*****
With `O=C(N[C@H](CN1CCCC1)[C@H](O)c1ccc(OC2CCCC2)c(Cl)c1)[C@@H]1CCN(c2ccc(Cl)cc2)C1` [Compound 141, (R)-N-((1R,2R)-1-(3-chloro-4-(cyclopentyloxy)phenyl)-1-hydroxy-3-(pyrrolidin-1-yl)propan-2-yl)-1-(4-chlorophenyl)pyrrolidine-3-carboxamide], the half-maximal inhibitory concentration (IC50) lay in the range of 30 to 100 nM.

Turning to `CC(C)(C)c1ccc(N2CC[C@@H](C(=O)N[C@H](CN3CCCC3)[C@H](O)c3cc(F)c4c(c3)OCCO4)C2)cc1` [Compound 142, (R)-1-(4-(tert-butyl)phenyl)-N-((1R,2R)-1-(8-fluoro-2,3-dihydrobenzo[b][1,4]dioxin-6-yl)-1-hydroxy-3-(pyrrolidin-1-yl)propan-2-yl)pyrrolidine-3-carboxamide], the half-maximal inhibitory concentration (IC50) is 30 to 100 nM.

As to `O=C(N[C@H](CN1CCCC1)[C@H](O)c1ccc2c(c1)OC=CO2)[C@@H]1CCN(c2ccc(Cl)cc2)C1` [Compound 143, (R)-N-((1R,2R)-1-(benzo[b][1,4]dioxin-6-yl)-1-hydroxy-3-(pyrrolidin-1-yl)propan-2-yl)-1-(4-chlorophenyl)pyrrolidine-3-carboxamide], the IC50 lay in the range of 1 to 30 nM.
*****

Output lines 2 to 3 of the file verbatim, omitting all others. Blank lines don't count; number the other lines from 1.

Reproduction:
Turning to `CC(C)(C)c1ccc(N2CC[C@@H](C(=O)N[C@H](CN3CCCC3)[C@H](O)c3cc(F)c4c(c3)OCCO4)C2)cc1` [Compound 142, (R)-1-(4-(tert-butyl)phenyl)-N-((1R,2R)-1-(8-fluoro-2,3-dihydrobenzo[b][1,4]dioxin-6-yl)-1-hydroxy-3-(pyrrolidin-1-yl)propan-2-yl)pyrrolidine-3-carboxamide], the half-maximal inhibitory concentration (IC50) is 30 to 100 nM.

As to `O=C(N[C@H](CN1CCCC1)[C@H](O)c1ccc2c(c1)OC=CO2)[C@@H]1CCN(c2ccc(Cl)cc2)C1` [Compound 143, (R)-N-((1R,2R)-1-(benzo[b][1,4]dioxin-6-yl)-1-hydroxy-3-(pyrrolidin-1-yl)propan-2-yl)-1-(4-chlorophenyl)pyrrolidine-3-carboxamide], the IC50 lay in the range of 1 to 30 nM.